|Posted on February 20, 2021 at 11:00 AM|
Regret can be a powerful and debilitating emotion. The older we get, the more it can affect our thinking and our response to the world around us. When we look back at the many choices we’ve made throughout our lives who doesn’t wonder about opportunities wasted, open doors walked past, or wreckage left behind. Like a ghost trying to haunt us, if we allow it to, we can wish our lives away on thoughts of the things we should have done differently.
As our bodies begin to fail in ways we never predicted, we wonder why God would waste robust health on the young. Clearly we didn’t appreciate the miraculous workings of our young bodies until there were so many everyday things we could no longer do. How does time slip through our hands so quickly?
Even knowing what we do about our place in the Kingdom, we can’t help but wonder at how much more we could have accomplished had we just understood the fragile nature of these tents that we occupy here on earth. Regrets. What we could have done, what we missed, the roads not taken as poet Robert Frost said.
But despite our insecurities about our failing bodies, and all the resulting physical limitations we may be coping with, we can stand on the promises of God. Isaiah 46:4, my all-time favorite verse, says “Even to your old age I am He.” In other words, we may change but He does not. He is forever our Abba Father, the source of everything we will ever need.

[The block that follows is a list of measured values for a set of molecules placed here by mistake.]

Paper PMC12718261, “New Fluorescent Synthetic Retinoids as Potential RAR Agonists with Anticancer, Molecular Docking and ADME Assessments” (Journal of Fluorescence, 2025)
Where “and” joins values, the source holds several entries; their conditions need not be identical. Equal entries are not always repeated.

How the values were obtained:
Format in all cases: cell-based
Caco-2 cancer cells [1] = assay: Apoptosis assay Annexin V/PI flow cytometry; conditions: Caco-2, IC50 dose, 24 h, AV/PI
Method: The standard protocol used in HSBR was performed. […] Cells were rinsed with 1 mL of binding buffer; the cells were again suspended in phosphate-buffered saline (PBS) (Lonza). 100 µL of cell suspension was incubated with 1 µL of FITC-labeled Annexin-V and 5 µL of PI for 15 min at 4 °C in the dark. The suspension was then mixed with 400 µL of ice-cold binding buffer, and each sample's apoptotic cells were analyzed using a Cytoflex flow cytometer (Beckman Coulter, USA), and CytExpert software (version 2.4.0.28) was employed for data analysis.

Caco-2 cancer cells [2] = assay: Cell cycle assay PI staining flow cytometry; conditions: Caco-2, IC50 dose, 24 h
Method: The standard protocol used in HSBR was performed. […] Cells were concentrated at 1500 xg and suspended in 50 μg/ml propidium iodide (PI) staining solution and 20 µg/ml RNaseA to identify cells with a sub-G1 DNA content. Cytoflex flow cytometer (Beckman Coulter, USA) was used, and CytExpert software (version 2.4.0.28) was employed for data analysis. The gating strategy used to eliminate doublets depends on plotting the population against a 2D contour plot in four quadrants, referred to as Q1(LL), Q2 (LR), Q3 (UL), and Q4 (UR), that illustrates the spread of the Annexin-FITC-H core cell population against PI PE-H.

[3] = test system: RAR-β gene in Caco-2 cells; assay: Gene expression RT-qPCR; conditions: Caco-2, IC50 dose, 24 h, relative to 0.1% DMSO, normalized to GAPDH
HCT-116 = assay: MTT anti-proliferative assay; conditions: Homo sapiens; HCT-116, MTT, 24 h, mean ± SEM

And the scripture goes on to say “I will carry you. I have made and I will bear; even I will carry and I will deliver you.” These days, when our backs our feeling a little less than capable of carrying any burden at all, that’s no empty phrase – it’s a promise that can sustain and hold us upright during the seemingly unfair progression of time.
And we can be assured that even when the world would try and “retire” us out to pasture, God doesn’t ever view us as used up. Abraham, the father of the 12 tribes of Israel was 100 years old when his son, Israel, was born. His wife, Sarah, was 90 years old when her womb, long passed childbearing, was opened and the promised child was planted inside of her. Her very body regenerated to accommodate the promises of God, and she was even able to nurse the child so he could thrive.
On the other side of our physical timeline, the young shepherd boy, David, was chosen to lead a Nation when God called him to be King, uniting all the tribes of Israel under a single monarch. Even through his moral failures God used Him in mighty ways, saying he was a “man after God’s own heart.”
When we begin to feel used up we need to remember that God doesn’t operate on a continuum that is bound by the laws of our physical bodies or abilities. And He’s not expecting perfection. On the day of Pentecost after Jesus ascended into heaven, God’s power was made available to us through the workings of the Holy Spirit in us.
The power that loosed the chains of death, healed the lame, caused the blind to see and who raised Jesus from the grave lives in you and I. Romans 8:11 says “And if the Spirit of God, who raised up Jesus from the dead, lives in you, He will make your dying bodies live again after you die, by means of this same Holy Spirit living within you.” That means, He also restores us to eternal life, despite the fragility of our earthly bodies.
Even when my husband’s health was failing, if asked how he was doing would reply “I’m still kicking, just not as high.” Regret is only valuable if we use it to avoid future mistakes. A steady diet of looking over our shoulder keeps us from walking in the authority we have by Christ’s sacrifice on the cross and the new covenant extended to us. We may not kick as high, but thanks to the power of God we are never too old to kick Satan’s backside.
Be blessed my friend. God is on the throne.